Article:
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is there a utility that makes it easier to see all the macros in a vba module like an explorer or tree

years a go I found this utility for excel vba writing that showed all the macros in a module in a tree and made it real easy to collect snippets of code but I can't find it. Is there such a program for ms word 201
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Dov_B
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Dov_B
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5 Solutions
 
GrahamSkanRetiredCommented:
Not all code can be displayed as a simple tree. Many procedures can be called from more than one place, so there would be duplication. Also code can be recursive.

Generally flow charts are used to portray the links between procedures.

To write your own, you would need to use the code in the Microsoft Visual Basic for Applications Extensibility library.

Otherwise try Googling for 'flow chart from VBA code'.
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Dov_BAuthor Commented:
Thanks Grahamskan you have come to my rescue so many times!
But there is a program that give explorer like tree like lists of macros in a module which I finaly found but with one small problem they want $100 which I cannot afford
I don't need a flow chart of subroutine and function that call each other rather a simple list of vba macros that reside in a particular module
where can I find either a free or very cheap tool that does that or perhaps code that will list the names of all the macros in a module
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GrahamSkanRetiredCommented:
Can you post a link to the utility, so that we can try to work out/guess what it does?
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Free Tool: Path Explorer

An intuitive utility to help find the CSS path to UI elements on a webpage. These paths are used frequently in a variety of front-end development and QA automation tasks.

One of a set of tools we're offering as a way of saying thank you for being a part of the community.

 
Dov_BAuthor Commented:
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Dov_BAuthor Commented:
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Eric FletcherCommented:
If you want a general case solution this may not be applicable, but to get a formatted list of all Subs and Functions, you could just open the module and copy it. Then open a new Word document and paste.

You can make it more useful by using Find and Replace to tag the "Sub" and "Function" lines as heading levels. That would make the names stand out better (bold, extra space, etc.), but also it would allow you to build a table of contents to show a summary of the contents.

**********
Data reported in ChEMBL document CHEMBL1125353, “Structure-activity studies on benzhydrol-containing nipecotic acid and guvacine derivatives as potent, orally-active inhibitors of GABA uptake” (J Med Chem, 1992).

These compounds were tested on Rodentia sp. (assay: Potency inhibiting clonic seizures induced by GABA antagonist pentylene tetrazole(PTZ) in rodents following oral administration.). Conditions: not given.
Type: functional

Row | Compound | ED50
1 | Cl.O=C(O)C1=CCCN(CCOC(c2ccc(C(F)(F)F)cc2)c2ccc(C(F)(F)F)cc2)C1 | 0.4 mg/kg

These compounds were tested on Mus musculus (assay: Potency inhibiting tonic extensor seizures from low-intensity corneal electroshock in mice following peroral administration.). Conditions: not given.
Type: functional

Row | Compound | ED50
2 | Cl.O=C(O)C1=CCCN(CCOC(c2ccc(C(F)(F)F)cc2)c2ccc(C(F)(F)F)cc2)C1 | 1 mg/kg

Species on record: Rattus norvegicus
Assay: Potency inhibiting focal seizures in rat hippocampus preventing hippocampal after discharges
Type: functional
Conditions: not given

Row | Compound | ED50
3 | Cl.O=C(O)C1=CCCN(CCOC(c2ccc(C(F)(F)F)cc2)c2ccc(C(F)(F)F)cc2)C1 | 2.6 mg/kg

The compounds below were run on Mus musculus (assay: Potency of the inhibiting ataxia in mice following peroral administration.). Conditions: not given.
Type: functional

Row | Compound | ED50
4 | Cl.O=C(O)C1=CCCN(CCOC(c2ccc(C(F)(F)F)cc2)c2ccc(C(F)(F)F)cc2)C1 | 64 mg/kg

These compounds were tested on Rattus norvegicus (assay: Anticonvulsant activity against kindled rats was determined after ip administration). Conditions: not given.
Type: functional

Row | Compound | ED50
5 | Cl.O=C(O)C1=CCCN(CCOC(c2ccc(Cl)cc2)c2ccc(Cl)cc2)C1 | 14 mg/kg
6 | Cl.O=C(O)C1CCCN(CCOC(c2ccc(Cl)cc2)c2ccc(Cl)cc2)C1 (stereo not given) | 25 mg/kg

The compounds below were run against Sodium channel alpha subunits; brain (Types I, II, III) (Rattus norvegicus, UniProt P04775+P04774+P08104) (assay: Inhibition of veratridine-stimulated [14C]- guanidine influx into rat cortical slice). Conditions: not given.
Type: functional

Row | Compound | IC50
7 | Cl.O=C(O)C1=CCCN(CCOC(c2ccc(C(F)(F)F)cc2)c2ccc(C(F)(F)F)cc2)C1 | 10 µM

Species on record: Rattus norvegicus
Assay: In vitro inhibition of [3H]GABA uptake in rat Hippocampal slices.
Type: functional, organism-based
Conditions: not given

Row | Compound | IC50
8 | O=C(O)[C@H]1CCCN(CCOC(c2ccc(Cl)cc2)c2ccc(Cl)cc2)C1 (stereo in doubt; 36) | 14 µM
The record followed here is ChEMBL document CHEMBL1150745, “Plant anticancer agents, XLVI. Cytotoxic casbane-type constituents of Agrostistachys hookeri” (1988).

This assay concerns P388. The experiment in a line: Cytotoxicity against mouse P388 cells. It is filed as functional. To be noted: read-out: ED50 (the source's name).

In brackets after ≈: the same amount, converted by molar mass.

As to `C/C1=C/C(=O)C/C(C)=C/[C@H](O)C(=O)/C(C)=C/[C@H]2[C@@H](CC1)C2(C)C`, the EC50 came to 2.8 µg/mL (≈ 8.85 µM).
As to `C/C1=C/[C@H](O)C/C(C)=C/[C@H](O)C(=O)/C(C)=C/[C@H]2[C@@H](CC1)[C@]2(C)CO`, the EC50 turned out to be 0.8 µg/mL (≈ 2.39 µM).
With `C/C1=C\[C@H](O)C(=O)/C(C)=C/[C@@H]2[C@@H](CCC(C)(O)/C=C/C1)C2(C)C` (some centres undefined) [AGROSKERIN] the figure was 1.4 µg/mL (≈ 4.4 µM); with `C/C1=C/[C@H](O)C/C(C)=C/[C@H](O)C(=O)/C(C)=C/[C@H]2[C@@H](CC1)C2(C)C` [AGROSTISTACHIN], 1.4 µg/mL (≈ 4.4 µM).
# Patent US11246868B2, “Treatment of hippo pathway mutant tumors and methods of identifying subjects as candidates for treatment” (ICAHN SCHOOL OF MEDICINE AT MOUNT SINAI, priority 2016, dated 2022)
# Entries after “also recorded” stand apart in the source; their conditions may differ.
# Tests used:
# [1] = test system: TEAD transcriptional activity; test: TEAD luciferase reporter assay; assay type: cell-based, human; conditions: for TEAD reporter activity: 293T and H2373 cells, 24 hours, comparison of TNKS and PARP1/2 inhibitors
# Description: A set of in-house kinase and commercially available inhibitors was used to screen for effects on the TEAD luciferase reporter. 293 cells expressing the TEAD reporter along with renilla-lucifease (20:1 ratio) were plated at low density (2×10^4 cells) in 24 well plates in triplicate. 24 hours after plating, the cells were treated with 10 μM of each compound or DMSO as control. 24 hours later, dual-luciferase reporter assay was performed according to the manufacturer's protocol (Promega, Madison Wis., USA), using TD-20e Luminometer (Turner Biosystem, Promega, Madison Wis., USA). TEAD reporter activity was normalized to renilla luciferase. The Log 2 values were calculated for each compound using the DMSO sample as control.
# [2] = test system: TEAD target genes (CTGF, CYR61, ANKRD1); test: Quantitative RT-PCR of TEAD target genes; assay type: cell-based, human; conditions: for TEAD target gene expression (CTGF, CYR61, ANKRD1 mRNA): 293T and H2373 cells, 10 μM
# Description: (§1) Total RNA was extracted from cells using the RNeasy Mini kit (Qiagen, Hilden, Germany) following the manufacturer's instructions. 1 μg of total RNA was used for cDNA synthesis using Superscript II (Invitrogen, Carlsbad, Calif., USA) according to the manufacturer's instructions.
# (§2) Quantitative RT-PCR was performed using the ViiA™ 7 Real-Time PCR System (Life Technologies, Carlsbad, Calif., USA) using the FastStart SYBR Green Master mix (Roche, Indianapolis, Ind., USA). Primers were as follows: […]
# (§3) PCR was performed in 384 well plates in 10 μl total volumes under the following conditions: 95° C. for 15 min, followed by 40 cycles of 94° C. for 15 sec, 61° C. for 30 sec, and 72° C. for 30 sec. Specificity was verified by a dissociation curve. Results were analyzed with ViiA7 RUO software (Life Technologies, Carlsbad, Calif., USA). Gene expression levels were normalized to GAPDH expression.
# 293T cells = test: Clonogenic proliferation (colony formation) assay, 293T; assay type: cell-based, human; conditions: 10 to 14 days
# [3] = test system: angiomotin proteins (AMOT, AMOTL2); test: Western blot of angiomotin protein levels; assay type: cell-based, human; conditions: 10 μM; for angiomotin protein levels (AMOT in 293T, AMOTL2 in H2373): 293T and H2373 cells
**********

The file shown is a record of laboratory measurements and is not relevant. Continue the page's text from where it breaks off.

I've done this over the years to build up a library of code snippets going back to WordBasic days.
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Chris BottomleyCommented:
Whilst it does not address the calls, see http://msdn.microsoft.com/en-us/library/office/dd890502(v=office.11).aspx for some code (excel but adapts to word easily enough) to list all the subs.

Chris
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Dov_BAuthor Commented:
Dear Eric how do I go about building a table of contents its a new concept for me
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GrahamSkanRetiredCommented:
There's a button at the left hand end of the References tab on the Ribbon
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Eric FletcherCommented:
After you paste all of the code in from a module, open the Find and Replace dialog (Ctrl-H) and click the "More >>>" button.

In the Find what box, type "Sub " (that's S u b space without the quotes). In the Replace with box, type the same thing, but then click the Format button and choose Style. Within the style list, choose "Heading 1". This tells Word to look for any "Sub " and replace it with the same thing but also to add the Heading 1 style to it. Click Replace All.

Now all your Subs will have the Heading 1 style. You can repeat for Functions, and if you choose, make them a different style (say Heading 2).

To create the table of contents, move to the start of the new document (Ctrl-Home) and choose the top option of the References ribbon's "Table of Contents" button (far left). This will insert a default ToC showing you the name of each Sub with the page number. If you have used Heading 2 for the Functions, they will be listed as well. You can modify the ToC by editing the TOC field code, but this is probably sufficient for most purposes.
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Dov_BAuthor Commented:
Thanks as always you guys are angels! May you be blessed with everything Good!
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